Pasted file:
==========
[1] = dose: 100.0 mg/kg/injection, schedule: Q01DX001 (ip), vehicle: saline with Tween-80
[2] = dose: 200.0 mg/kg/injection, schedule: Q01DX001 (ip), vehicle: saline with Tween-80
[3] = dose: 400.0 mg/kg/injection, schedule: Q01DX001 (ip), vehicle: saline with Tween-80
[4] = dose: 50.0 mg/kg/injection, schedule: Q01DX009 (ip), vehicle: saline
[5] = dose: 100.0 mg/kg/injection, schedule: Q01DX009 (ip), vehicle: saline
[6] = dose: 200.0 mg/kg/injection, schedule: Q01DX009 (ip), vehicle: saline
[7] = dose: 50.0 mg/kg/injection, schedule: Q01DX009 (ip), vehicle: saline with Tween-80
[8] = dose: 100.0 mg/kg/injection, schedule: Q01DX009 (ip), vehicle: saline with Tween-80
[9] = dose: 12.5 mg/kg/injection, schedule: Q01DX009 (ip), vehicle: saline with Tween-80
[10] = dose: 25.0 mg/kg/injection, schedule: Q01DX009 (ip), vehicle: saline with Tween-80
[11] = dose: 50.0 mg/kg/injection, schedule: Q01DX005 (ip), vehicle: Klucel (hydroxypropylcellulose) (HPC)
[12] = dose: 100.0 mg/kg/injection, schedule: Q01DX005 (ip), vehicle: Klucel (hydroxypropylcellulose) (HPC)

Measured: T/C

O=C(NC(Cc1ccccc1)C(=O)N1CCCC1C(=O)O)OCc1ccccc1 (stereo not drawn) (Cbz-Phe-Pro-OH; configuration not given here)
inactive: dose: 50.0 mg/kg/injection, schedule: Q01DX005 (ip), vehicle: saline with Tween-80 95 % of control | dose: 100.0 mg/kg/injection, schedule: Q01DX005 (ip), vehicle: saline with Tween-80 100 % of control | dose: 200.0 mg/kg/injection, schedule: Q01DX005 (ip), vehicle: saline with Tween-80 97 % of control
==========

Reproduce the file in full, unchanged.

[1] = dose: 100.0 mg/kg/injection, schedule: Q01DX001 (ip), vehicle: saline with Tween-80
[2] = dose: 200.0 mg/kg/injection, schedule: Q01DX001 (ip), vehicle: saline with Tween-80
[3] = dose: 400.0 mg/kg/injection, schedule: Q01DX001 (ip), vehicle: saline with Tween-80
[4] = dose: 50.0 mg/kg/injection, schedule: Q01DX009 (ip), vehicle: saline
[5] = dose: 100.0 mg/kg/injection, schedule: Q01DX009 (ip), vehicle: saline
[6] = dose: 200.0 mg/kg/injection, schedule: Q01DX009 (ip), vehicle: saline
[7] = dose: 50.0 mg/kg/injection, schedule: Q01DX009 (ip), vehicle: saline with Tween-80
[8] = dose: 100.0 mg/kg/injection, schedule: Q01DX009 (ip), vehicle: saline with Tween-80
[9] = dose: 12.5 mg/kg/injection, schedule: Q01DX009 (ip), vehicle: saline with Tween-80
[10] = dose: 25.0 mg/kg/injection, schedule: Q01DX009 (ip), vehicle: saline with Tween-80
[11] = dose: 50.0 mg/kg/injection, schedule: Q01DX005 (ip), vehicle: Klucel (hydroxypropylcellulose) (HPC)
[12] = dose: 100.0 mg/kg/injection, schedule: Q01DX005 (ip), vehicle: Klucel (hydroxypropylcellulose) (HPC)

Measured: T/C

O=C(NC(Cc1ccccc1)C(=O)N1CCCC1C(=O)O)OCc1ccccc1 (stereo not drawn) (Cbz-Phe-Pro-OH; configuration not given here)
inactive: dose: 50.0 mg/kg/injection, schedule: Q01DX005 (ip), vehicle: saline with Tween-80 95 % of control | dose: 100.0 mg/kg/injection, schedule: Q01DX005 (ip), vehicle: saline with Tween-80 100 % of control | dose: 200.0 mg/kg/injection, schedule: Q01DX005 (ip), vehicle: saline with Tween-80 97 % of control